ORLANDO, Fla. – Casual fine dining may sound like an oxymoron, but the minds behind the new Filipino restaurant Kaya don’t see it that way.
“It just means that we want folks to come as they are. You know, there’s no pretension or having to feel intimidated by the restaurant experience. There’s not a white tablecloth, but it’s fine dining because of the attention to detail and the intention in our sourcing and our ingredients and in our service that is at the level of fine dining,” said Jamilyn Salonga Bailey, the co-owner of the restaurant.
Kaya is getting ready to open up at 601 N. Thornton Ave. in Orlando’s Mills 50 District. The name Kaya means capable in Filipino.
“Our rallying cry is ‘kaya natin,’ which means ‘we can,’” Bailey said. “We can showcase Filipino food that’s made really nicely with that attention to detail. And that is presented beautifully.”
Bailey said that Kaya is working closely with Central Florida farmers and purveyors to source as many of their ingredients as possible locally.
“I think that there’s nothing more Filipino than using what’s in your backyard,” she said. “We’re super resourceful people, Filipinos all over the world — working and raising their families — and I think that part of the Filipino experience is kind of taking advantage of what you have.”
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She added that the “kaya natin” mantra extends beyond the food.
“We can change the restaurant industry, make it more equitable, make a better culture for our workers,” Bailey said.
The restaurant is set up inside the former home of the Dandelion Cafe, which closed in 2020 at the height of the pandemic.
“A couple months actually after Dandelion had closed a friend of ours let us know it was still available and it just is a perfect place to build our home and to welcome the community,” Bailey said.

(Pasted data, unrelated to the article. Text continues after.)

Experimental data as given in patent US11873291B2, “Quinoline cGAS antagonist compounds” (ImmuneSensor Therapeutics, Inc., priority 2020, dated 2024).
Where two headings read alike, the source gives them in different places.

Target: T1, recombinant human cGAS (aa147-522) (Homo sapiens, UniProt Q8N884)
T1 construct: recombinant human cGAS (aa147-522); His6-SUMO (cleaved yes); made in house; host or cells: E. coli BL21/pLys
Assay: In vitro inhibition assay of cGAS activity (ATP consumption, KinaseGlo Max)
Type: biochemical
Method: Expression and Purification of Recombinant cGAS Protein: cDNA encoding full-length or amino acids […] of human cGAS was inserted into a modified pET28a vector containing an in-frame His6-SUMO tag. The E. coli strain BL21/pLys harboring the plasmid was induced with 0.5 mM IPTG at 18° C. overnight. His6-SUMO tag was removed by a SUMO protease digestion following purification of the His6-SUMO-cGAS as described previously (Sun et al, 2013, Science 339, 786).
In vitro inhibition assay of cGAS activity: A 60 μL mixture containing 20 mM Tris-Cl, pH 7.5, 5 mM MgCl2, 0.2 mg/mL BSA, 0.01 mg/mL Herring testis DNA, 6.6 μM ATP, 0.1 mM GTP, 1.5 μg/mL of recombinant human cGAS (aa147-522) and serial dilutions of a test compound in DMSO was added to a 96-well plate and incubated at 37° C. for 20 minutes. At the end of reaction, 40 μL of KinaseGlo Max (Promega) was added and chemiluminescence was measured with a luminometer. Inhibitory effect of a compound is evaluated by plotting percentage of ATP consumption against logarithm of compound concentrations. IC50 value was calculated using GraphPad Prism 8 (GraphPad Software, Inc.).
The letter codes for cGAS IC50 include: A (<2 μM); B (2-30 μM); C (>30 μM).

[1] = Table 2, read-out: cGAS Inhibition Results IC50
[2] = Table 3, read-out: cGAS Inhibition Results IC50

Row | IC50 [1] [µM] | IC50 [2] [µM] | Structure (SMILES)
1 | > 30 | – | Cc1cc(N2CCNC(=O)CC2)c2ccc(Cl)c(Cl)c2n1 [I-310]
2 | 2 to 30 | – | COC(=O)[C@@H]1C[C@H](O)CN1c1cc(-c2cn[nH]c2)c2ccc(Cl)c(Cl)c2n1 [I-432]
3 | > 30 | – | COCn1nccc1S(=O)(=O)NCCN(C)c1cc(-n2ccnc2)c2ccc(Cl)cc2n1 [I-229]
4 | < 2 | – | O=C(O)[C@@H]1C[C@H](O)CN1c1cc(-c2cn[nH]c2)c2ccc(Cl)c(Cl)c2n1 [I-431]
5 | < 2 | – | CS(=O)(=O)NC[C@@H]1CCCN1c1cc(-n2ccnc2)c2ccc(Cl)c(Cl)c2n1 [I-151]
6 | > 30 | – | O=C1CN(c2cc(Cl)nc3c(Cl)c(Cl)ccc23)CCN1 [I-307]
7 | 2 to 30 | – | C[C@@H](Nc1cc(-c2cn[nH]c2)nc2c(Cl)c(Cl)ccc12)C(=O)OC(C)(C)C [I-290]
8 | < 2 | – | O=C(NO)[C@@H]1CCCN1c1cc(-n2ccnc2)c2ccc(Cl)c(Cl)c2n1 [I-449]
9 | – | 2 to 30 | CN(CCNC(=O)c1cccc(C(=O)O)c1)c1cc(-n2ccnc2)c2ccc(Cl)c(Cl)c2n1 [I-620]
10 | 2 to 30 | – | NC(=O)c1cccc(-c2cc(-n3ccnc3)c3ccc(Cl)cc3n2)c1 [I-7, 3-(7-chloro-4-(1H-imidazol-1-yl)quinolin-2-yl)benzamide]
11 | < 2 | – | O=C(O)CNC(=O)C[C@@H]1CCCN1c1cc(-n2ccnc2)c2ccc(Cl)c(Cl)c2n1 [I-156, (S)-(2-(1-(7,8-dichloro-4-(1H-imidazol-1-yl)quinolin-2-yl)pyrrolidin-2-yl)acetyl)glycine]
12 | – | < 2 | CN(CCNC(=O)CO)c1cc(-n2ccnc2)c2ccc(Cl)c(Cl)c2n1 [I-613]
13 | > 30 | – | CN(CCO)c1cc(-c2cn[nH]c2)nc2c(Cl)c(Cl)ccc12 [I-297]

Bailey and her business partner, chef Lordfer Lalicon, have been working to renovate the space or more than a year.
“We pretty much had to replace everything to get it up to date up to code and ready for its next evolution,” she said.
Kaya will also be going through a bit of an evolution as it opens its doors to the public. Bailey said the restaurant will start out as a reservation-only location, offering up a tasting menu for $95 per person.
“We serve five waves of food,” she said. “We call it a wave because it’s not just one dish in each wave. Sometimes it’s one dish, sometimes it’s three, sometimes it’s four. So it’s kind of like the food just keeps coming to highlight different elements of Filipino food.”
Bailey added that some of the dishes will be served family-style in a large portion where guests will have to share.
“We eat as Filipinos together and sharing,” she said. “I also like to negotiate a little bit like ‘Who’s going to get that last piece of shrimp or pork?’ It adds to the familial feel.”
Bailey added that the cost per person would also include a service fee and gratuity, so that the restaurant could provide a better wage for its employees.
“We basically pay all of our staff well above minimum wage to ensure that there’s equitable pay across front and back of house,” she said.
Eventually, Kaya will offer an a-la-cart bar menu and there will be an outdoor dining area with its own separate menu.
“We’re trying to take it one step at a time make sure that we can really deliver the best possible experience for our guests,” Bailey said. “We want to be as much special occasion restaurant as well as a neighborhood restaurant where folks can just stop in grab, grab a great cocktail or some wine, have a bite and hang out.”
Right now, Kaya is only opening the restaurant to friends and family, as well as people who are on their newsletter list. Bailey and Lalicon plan to open the restaurant to the wider public in mid-December.
“We love Orlando,” Bailey said. “We love being in Orlando. We want to represent Orlando.”